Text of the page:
This paper examines the relation between the performance and valuations of publicly traded subsidiaries in the United States and the ownership stake of their parent companies. Cross-sectional and time-series tests demonstrate that subsidiaries of parents that own a substantial minority stake exhibit negative peer-adjusted operating performance and are valued at a 23% median discount relative to peers. In contrast, majority-owned and fully divested subsidiaries show no abnormal performance or valuations. The results of our study indicate that the association between parent ownership and subsidiary performance is nonlinear and that some parents behave opportunistically toward their publicly traded subsidiaries.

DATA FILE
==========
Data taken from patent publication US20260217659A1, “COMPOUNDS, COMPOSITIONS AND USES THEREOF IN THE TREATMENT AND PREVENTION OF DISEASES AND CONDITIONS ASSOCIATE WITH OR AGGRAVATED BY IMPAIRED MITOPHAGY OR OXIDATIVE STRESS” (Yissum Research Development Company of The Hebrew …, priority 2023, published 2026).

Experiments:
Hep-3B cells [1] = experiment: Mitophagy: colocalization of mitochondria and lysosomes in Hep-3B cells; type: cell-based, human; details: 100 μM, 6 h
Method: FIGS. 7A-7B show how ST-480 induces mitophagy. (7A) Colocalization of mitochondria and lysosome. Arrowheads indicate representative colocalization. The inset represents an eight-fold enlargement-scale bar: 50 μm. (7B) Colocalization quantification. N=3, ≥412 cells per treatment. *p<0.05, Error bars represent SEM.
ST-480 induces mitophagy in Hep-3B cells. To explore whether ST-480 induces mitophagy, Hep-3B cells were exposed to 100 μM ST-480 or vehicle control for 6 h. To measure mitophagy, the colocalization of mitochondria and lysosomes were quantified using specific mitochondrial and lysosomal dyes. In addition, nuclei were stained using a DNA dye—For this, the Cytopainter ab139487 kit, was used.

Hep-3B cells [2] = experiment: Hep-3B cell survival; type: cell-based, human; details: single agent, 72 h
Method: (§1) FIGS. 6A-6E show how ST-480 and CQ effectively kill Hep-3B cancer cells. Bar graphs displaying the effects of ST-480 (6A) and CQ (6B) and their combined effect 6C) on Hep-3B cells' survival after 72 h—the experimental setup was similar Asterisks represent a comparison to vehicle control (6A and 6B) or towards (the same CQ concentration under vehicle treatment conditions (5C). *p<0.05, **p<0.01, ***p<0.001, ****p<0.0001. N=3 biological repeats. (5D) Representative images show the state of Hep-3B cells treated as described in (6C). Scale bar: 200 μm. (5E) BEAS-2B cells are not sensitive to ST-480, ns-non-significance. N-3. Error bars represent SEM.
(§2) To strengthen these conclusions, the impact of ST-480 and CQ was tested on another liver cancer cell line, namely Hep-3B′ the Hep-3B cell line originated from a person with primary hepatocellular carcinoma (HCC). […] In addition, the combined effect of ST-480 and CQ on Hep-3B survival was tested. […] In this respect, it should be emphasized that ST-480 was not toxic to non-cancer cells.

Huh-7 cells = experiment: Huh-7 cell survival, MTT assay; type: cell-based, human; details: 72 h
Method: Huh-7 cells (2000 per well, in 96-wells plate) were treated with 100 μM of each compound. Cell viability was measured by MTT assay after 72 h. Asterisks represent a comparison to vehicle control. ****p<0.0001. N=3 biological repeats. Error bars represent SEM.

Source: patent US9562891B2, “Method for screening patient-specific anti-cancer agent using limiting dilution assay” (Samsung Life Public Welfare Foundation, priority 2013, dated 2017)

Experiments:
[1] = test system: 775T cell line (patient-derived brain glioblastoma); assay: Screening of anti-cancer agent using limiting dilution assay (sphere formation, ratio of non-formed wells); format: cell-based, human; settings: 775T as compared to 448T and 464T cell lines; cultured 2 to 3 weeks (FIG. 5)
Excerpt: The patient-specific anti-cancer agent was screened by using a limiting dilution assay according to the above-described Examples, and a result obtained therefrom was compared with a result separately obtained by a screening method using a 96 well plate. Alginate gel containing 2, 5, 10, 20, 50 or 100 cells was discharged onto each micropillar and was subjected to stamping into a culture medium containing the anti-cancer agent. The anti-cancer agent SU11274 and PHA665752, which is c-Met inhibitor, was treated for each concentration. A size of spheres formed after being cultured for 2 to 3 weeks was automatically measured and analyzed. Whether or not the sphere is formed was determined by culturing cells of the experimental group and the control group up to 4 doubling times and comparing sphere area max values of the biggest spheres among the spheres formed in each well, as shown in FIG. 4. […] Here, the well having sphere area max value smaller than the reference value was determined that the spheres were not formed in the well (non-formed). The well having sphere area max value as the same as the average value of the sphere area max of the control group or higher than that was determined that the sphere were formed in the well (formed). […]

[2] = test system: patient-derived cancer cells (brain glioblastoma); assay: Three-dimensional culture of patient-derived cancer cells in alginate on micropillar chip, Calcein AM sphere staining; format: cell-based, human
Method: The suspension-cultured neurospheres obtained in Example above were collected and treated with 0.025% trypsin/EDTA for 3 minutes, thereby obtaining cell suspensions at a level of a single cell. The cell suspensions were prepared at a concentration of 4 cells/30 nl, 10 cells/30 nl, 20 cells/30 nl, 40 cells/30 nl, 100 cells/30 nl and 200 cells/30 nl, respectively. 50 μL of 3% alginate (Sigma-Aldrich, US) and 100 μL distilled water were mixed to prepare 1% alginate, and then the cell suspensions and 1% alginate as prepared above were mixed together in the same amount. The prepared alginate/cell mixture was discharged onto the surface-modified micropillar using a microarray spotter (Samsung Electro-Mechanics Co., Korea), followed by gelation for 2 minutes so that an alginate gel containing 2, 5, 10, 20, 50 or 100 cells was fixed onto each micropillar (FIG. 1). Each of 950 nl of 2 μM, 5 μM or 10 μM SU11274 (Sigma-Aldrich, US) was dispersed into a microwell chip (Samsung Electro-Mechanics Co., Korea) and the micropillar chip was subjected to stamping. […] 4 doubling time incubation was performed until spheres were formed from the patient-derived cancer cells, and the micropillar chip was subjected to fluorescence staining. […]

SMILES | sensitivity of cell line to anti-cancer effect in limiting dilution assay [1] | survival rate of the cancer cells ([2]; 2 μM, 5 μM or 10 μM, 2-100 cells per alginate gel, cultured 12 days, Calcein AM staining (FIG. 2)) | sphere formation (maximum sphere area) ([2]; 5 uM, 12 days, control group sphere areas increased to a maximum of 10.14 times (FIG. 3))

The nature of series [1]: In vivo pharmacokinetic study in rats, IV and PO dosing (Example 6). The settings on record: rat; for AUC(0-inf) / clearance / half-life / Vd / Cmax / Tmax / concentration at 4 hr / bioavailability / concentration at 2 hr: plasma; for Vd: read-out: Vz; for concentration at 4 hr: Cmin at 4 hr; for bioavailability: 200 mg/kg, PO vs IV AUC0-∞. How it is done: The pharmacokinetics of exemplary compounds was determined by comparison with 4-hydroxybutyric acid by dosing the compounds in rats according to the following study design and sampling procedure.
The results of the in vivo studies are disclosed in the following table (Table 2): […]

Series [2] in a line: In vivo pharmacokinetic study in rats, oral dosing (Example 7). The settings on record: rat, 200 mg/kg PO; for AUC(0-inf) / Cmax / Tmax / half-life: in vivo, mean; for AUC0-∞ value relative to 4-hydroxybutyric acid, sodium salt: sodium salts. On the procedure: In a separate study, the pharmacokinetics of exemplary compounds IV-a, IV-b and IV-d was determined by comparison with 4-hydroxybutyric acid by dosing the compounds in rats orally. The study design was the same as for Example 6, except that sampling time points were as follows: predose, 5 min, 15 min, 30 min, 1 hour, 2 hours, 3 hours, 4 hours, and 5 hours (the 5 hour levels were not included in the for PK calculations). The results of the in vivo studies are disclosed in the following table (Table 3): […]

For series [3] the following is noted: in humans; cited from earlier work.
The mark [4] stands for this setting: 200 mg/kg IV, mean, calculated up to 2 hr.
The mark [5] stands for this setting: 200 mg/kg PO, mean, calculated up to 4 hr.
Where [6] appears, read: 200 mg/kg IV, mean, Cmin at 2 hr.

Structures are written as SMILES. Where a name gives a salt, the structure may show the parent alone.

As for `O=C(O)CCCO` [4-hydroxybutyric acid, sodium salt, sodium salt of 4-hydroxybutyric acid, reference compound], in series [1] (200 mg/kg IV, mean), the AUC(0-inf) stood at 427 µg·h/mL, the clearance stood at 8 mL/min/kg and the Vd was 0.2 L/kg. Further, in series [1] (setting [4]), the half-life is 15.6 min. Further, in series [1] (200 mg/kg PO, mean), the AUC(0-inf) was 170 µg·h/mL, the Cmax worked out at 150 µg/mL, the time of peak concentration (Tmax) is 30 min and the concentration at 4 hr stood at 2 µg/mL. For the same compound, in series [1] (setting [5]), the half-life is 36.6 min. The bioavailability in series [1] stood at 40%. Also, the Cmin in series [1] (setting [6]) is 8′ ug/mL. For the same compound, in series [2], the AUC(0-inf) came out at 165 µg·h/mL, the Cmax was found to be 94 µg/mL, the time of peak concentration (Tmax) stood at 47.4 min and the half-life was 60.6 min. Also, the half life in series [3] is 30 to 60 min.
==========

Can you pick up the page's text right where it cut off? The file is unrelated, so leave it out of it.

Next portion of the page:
All Science Journal Classification (ASJC) codes
- Economics and Econometrics